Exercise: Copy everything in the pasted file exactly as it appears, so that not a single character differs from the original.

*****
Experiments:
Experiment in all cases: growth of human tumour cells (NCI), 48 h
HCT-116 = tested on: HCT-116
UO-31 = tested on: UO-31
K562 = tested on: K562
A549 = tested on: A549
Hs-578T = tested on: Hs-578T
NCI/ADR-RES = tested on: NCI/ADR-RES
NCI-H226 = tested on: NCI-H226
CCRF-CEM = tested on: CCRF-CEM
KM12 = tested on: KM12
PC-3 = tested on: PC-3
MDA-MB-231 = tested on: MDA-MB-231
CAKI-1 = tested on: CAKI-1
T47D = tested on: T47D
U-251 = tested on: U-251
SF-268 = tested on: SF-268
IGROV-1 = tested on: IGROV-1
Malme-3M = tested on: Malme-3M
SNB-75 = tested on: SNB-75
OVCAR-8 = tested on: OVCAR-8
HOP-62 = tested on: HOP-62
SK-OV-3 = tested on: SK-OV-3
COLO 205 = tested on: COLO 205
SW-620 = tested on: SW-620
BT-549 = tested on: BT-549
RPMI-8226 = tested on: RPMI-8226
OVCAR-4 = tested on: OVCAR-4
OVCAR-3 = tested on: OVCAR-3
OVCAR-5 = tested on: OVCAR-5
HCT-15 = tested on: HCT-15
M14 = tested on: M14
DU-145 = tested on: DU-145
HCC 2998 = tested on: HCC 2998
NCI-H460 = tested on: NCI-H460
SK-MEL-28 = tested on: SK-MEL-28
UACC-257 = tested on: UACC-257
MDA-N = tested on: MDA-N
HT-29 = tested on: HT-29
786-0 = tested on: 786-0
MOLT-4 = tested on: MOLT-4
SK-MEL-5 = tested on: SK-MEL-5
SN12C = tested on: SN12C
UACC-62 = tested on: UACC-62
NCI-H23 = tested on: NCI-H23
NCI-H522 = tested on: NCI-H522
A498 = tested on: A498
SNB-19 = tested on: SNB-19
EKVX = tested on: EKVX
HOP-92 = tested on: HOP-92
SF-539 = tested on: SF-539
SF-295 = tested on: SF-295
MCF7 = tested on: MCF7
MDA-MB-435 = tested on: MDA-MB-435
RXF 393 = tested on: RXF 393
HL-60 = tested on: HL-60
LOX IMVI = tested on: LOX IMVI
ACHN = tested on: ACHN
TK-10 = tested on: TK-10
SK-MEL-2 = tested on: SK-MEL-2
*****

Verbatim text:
Experiments:
Experiment in all cases: growth of human tumour cells (NCI), 48 h
HCT-116 = tested on: HCT-116
UO-31 = tested on: UO-31
K562 = tested on: K562
A549 = tested on: A549
Hs-578T = tested on: Hs-578T
NCI/ADR-RES = tested on: NCI/ADR-RES
NCI-H226 = tested on: NCI-H226
CCRF-CEM = tested on: CCRF-CEM
KM12 = tested on: KM12
PC-3 = tested on: PC-3
MDA-MB-231 = tested on: MDA-MB-231
CAKI-1 = tested on: CAKI-1
T47D = tested on: T47D
U-251 = tested on: U-251
SF-268 = tested on: SF-268
IGROV-1 = tested on: IGROV-1
Malme-3M = tested on: Malme-3M
SNB-75 = tested on: SNB-75
OVCAR-8 = tested on: OVCAR-8
HOP-62 = tested on: HOP-62
SK-OV-3 = tested on: SK-OV-3
COLO 205 = tested on: COLO 205
SW-620 = tested on: SW-620
BT-549 = tested on: BT-549
RPMI-8226 = tested on: RPMI-8226
OVCAR-4 = tested on: OVCAR-4
OVCAR-3 = tested on: OVCAR-3
OVCAR-5 = tested on: OVCAR-5
HCT-15 = tested on: HCT-15
M14 = tested on: M14
DU-145 = tested on: DU-145
HCC 2998 = tested on: HCC 2998
NCI-H460 = tested on: NCI-H460
SK-MEL-28 = tested on: SK-MEL-28
UACC-257 = tested on: UACC-257
MDA-N = tested on: MDA-N
HT-29 = tested on: HT-29
786-0 = tested on: 786-0
MOLT-4 = tested on: MOLT-4
SK-MEL-5 = tested on: SK-MEL-5
SN12C = tested on: SN12C
UACC-62 = tested on: UACC-62
NCI-H23 = tested on: NCI-H23
NCI-H522 = tested on: NCI-H522
A498 = tested on: A498
SNB-19 = tested on: SNB-19
EKVX = tested on: EKVX
HOP-92 = tested on: HOP-92
SF-539 = tested on: SF-539
SF-295 = tested on: SF-295
MCF7 = tested on: MCF7
MDA-MB-435 = tested on: MDA-MB-435
RXF 393 = tested on: RXF 393
HL-60 = tested on: HL-60
LOX IMVI = tested on: LOX IMVI
ACHN = tested on: ACHN
TK-10 = tested on: TK-10
SK-MEL-2 = tested on: SK-MEL-2